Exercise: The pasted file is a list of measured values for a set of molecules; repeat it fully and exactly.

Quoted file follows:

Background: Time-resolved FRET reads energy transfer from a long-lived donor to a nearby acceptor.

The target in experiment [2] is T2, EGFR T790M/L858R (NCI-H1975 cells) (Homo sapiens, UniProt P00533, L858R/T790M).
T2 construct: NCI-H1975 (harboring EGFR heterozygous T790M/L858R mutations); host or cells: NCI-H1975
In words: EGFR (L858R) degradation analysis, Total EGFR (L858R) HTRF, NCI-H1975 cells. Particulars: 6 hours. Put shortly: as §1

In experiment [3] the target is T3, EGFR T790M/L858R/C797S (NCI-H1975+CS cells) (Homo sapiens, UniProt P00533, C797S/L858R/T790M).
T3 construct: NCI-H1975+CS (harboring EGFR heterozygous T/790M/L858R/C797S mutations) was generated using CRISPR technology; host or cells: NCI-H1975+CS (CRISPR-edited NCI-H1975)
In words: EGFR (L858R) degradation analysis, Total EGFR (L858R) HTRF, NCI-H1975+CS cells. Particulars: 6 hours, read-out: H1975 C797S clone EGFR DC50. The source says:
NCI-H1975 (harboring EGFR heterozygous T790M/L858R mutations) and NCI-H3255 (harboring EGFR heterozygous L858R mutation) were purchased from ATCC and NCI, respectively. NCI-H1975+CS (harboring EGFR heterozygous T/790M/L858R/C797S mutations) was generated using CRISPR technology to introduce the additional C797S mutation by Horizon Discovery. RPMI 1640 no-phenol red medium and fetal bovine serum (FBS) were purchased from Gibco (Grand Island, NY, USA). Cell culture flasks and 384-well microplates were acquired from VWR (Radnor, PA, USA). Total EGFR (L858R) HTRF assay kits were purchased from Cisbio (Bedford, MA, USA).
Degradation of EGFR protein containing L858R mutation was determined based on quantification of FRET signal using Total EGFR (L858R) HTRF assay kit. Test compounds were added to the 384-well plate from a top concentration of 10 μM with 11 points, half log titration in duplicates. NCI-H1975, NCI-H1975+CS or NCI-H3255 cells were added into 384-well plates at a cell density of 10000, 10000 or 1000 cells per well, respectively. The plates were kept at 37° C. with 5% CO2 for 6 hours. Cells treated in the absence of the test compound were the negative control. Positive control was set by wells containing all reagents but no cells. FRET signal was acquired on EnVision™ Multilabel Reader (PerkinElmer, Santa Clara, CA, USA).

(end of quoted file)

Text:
Background: Time-resolved FRET reads energy transfer from a long-lived donor to a nearby acceptor.

The target in experiment [2] is T2, EGFR T790M/L858R (NCI-H1975 cells) (Homo sapiens, UniProt P00533, L858R/T790M).
T2 construct: NCI-H1975 (harboring EGFR heterozygous T790M/L858R mutations); host or cells: NCI-H1975
In words: EGFR (L858R) degradation analysis, Total EGFR (L858R) HTRF, NCI-H1975 cells. Particulars: 6 hours. Put shortly: as §1

In experiment [3] the target is T3, EGFR T790M/L858R/C797S (NCI-H1975+CS cells) (Homo sapiens, UniProt P00533, C797S/L858R/T790M).
T3 construct: NCI-H1975+CS (harboring EGFR heterozygous T/790M/L858R/C797S mutations) was generated using CRISPR technology; host or cells: NCI-H1975+CS (CRISPR-edited NCI-H1975)
In words: EGFR (L858R) degradation analysis, Total EGFR (L858R) HTRF, NCI-H1975+CS cells. Particulars: 6 hours, read-out: H1975 C797S clone EGFR DC50. The source says:
NCI-H1975 (harboring EGFR heterozygous T790M/L858R mutations) and NCI-H3255 (harboring EGFR heterozygous L858R mutation) were purchased from ATCC and NCI, respectively. NCI-H1975+CS (harboring EGFR heterozygous T/790M/L858R/C797S mutations) was generated using CRISPR technology to introduce the additional C797S mutation by Horizon Discovery. RPMI 1640 no-phenol red medium and fetal bovine serum (FBS) were purchased from Gibco (Grand Island, NY, USA). Cell culture flasks and 384-well microplates were acquired from VWR (Radnor, PA, USA). Total EGFR (L858R) HTRF assay kits were purchased from Cisbio (Bedford, MA, USA).
Degradation of EGFR protein containing L858R mutation was determined based on quantification of FRET signal using Total EGFR (L858R) HTRF assay kit. Test compounds were added to the 384-well plate from a top concentration of 10 μM with 11 points, half log titration in duplicates. NCI-H1975, NCI-H1975+CS or NCI-H3255 cells were added into 384-well plates at a cell density of 10000, 10000 or 1000 cells per well, respectively. The plates were kept at 37° C. with 5% CO2 for 6 hours. Cells treated in the absence of the test compound were the negative control. Positive control was set by wells containing all reagents but no cells. FRET signal was acquired on EnVision™ Multilabel Reader (PerkinElmer, Santa Clara, CA, USA).